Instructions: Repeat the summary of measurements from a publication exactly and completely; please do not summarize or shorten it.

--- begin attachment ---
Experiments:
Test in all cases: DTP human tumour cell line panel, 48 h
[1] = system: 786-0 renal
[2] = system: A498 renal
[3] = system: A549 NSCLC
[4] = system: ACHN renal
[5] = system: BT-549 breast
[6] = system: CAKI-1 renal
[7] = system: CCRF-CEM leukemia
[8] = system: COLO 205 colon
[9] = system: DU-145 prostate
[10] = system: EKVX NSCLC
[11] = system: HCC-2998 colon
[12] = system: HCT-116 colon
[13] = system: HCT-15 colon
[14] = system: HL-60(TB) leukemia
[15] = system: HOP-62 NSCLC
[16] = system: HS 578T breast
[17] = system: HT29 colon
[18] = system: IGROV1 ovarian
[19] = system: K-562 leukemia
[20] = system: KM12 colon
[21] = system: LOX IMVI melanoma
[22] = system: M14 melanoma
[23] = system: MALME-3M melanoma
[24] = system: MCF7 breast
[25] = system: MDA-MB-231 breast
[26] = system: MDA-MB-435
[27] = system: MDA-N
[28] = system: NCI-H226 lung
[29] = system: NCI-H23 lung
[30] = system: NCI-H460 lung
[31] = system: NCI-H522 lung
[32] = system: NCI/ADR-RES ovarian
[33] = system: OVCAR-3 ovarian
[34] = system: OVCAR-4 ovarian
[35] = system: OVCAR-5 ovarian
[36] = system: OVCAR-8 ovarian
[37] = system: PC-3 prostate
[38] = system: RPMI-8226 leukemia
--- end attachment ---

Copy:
Experiments:
Test in all cases: DTP human tumour cell line panel, 48 h
[1] = system: 786-0 renal
[2] = system: A498 renal
[3] = system: A549 NSCLC
[4] = system: ACHN renal
[5] = system: BT-549 breast
[6] = system: CAKI-1 renal
[7] = system: CCRF-CEM leukemia
[8] = system: COLO 205 colon
[9] = system: DU-145 prostate
[10] = system: EKVX NSCLC
[11] = system: HCC-2998 colon
[12] = system: HCT-116 colon
[13] = system: HCT-15 colon
[14] = system: HL-60(TB) leukemia
[15] = system: HOP-62 NSCLC
[16] = system: HS 578T breast
[17] = system: HT29 colon
[18] = system: IGROV1 ovarian
[19] = system: K-562 leukemia
[20] = system: KM12 colon
[21] = system: LOX IMVI melanoma
[22] = system: M14 melanoma
[23] = system: MALME-3M melanoma
[24] = system: MCF7 breast
[25] = system: MDA-MB-231 breast
[26] = system: MDA-MB-435
[27] = system: MDA-N
[28] = system: NCI-H226 lung
[29] = system: NCI-H23 lung
[30] = system: NCI-H460 lung
[31] = system: NCI-H522 lung
[32] = system: NCI/ADR-RES ovarian
[33] = system: OVCAR-3 ovarian
[34] = system: OVCAR-4 ovarian
[35] = system: OVCAR-5 ovarian
[36] = system: OVCAR-8 ovarian
[37] = system: PC-3 prostate
[38] = system: RPMI-8226 leukemia